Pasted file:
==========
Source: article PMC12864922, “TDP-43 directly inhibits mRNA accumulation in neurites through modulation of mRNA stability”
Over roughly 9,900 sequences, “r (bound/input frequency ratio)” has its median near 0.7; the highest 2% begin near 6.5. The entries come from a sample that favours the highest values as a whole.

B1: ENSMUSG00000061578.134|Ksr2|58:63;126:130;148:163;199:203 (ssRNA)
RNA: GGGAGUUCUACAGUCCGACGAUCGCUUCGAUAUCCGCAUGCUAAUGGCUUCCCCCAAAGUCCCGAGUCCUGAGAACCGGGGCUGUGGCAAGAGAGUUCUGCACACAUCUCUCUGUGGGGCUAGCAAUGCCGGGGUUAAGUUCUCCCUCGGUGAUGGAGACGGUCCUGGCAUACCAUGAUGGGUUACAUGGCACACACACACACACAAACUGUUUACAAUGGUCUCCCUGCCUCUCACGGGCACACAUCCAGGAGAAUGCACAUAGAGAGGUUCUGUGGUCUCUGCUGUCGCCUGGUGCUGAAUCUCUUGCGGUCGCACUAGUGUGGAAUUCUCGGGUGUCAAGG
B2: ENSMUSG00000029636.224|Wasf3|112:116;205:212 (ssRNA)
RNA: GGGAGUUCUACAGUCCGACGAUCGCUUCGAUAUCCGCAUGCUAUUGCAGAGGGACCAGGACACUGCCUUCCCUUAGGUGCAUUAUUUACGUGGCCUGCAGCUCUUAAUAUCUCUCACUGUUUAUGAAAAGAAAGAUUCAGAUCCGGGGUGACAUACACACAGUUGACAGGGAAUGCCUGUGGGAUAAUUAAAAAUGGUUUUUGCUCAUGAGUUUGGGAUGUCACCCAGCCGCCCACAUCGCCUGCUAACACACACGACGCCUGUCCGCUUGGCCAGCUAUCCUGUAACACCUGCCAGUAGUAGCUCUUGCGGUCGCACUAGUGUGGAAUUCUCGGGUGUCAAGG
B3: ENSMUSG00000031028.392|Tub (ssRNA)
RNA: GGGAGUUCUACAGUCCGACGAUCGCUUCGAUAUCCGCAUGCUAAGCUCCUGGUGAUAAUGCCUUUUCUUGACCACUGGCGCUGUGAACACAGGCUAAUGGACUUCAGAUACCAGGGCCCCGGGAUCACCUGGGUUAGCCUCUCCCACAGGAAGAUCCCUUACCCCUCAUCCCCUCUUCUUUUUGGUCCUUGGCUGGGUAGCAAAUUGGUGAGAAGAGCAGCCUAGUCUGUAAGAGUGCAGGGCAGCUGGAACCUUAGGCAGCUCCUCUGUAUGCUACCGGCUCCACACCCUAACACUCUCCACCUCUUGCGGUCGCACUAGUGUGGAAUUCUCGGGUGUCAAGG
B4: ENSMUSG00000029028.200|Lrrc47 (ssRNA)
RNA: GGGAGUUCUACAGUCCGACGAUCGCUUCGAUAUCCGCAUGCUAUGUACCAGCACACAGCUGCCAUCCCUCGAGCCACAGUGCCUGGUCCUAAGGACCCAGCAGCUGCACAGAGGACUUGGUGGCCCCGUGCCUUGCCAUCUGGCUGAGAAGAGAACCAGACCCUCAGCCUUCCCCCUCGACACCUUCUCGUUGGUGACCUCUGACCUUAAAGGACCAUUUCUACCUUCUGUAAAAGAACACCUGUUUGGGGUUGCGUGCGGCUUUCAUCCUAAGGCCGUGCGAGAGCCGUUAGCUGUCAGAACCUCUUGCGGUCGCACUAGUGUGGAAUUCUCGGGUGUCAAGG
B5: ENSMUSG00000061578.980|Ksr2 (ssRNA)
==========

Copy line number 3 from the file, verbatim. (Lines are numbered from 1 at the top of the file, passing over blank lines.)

B1: ENSMUSG00000061578.134|Ksr2|58:63;126:130;148:163;199:203 (ssRNA)